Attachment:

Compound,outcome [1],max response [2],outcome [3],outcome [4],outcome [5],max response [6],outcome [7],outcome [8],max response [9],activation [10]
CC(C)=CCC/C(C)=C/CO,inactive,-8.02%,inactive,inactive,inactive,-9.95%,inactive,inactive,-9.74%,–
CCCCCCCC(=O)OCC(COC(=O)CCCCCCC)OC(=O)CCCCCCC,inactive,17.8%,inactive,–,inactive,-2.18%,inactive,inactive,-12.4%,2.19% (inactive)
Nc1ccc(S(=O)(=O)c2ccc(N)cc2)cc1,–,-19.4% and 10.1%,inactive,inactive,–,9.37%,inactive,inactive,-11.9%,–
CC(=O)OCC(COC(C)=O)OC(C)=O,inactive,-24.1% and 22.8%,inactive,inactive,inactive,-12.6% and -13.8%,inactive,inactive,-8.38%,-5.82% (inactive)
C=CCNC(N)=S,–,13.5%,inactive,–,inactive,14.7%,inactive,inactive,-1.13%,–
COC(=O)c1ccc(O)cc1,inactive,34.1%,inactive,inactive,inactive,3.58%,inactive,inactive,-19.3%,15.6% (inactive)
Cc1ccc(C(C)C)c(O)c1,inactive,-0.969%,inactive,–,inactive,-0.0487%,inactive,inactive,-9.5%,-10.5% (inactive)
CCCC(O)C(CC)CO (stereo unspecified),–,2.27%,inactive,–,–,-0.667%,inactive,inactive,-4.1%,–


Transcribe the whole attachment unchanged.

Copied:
Compound,outcome [1],max response [2],outcome [3],outcome [4],outcome [5],max response [6],outcome [7],outcome [8],max response [9],activation [10]
CC(C)=CCC/C(C)=C/CO,inactive,-8.02%,inactive,inactive,inactive,-9.95%,inactive,inactive,-9.74%,–
CCCCCCCC(=O)OCC(COC(=O)CCCCCCC)OC(=O)CCCCCCC,inactive,17.8%,inactive,–,inactive,-2.18%,inactive,inactive,-12.4%,2.19% (inactive)
Nc1ccc(S(=O)(=O)c2ccc(N)cc2)cc1,–,-19.4% and 10.1%,inactive,inactive,–,9.37%,inactive,inactive,-11.9%,–
CC(=O)OCC(COC(C)=O)OC(C)=O,inactive,-24.1% and 22.8%,inactive,inactive,inactive,-12.6% and -13.8%,inactive,inactive,-8.38%,-5.82% (inactive)
C=CCNC(N)=S,–,13.5%,inactive,–,inactive,14.7%,inactive,inactive,-1.13%,–
COC(=O)c1ccc(O)cc1,inactive,34.1%,inactive,inactive,inactive,3.58%,inactive,inactive,-19.3%,15.6% (inactive)
Cc1ccc(C(C)C)c(O)c1,inactive,-0.969%,inactive,–,inactive,-0.0487%,inactive,inactive,-9.5%,-10.5% (inactive)
CCCC(O)C(CC)CO (stereo unspecified),–,2.27%,inactive,–,–,-0.667%,inactive,inactive,-4.1%,–